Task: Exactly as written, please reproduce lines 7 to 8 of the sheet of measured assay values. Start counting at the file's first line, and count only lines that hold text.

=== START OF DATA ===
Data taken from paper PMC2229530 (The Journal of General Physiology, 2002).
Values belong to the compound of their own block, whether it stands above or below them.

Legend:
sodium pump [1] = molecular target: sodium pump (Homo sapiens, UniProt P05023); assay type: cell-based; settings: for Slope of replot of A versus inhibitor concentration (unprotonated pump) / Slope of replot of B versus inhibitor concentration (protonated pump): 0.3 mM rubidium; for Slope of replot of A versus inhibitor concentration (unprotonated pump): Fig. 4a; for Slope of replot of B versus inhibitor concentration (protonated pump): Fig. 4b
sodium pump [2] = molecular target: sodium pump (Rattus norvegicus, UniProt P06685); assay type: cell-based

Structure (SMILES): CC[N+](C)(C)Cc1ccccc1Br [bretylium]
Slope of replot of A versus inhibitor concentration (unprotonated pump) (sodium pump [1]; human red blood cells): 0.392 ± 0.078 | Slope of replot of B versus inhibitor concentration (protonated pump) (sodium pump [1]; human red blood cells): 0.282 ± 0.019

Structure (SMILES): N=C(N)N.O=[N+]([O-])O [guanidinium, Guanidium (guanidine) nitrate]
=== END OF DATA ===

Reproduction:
Slope of replot of A versus inhibitor concentration (unprotonated pump) (sodium pump [1]; human red blood cells): 0.392 ± 0.078 | Slope of replot of B versus inhibitor concentration (protonated pump) (sodium pump [1]; human red blood cells): 0.282 ± 0.019

Structure (SMILES): N=C(N)N.O=[N+]([O-])O [guanidinium, Guanidium (guanidine) nitrate]